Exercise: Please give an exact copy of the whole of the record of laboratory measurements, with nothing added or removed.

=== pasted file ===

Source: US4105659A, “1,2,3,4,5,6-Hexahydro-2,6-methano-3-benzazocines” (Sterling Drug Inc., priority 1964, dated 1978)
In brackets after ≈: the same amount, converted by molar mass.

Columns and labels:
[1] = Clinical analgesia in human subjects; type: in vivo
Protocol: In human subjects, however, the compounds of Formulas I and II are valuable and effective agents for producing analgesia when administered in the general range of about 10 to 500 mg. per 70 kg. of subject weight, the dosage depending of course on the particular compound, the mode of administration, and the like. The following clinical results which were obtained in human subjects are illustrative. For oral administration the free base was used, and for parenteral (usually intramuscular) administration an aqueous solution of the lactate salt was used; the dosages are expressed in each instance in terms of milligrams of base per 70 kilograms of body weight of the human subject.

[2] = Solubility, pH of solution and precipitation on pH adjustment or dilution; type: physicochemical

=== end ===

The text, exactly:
Source: US4105659A, “1,2,3,4,5,6-Hexahydro-2,6-methano-3-benzazocines” (Sterling Drug Inc., priority 1964, dated 1978)
In brackets after ≈: the same amount, converted by molar mass.

Columns and labels:
[1] = Clinical analgesia in human subjects; type: in vivo
Protocol: In human subjects, however, the compounds of Formulas I and II are valuable and effective agents for producing analgesia when administered in the general range of about 10 to 500 mg. per 70 kg. of subject weight, the dosage depending of course on the particular compound, the mode of administration, and the like. The following clinical results which were obtained in human subjects are illustrative. For oral administration the free base was used, and for parenteral (usually intramuscular) administration an aqueous solution of the lactate salt was used; the dosages are expressed in each instance in terms of milligrams of base per 70 kilograms of body weight of the human subject.

[2] = Solubility, pH of solution and precipitation on pH adjustment or dilution; type: physicochemical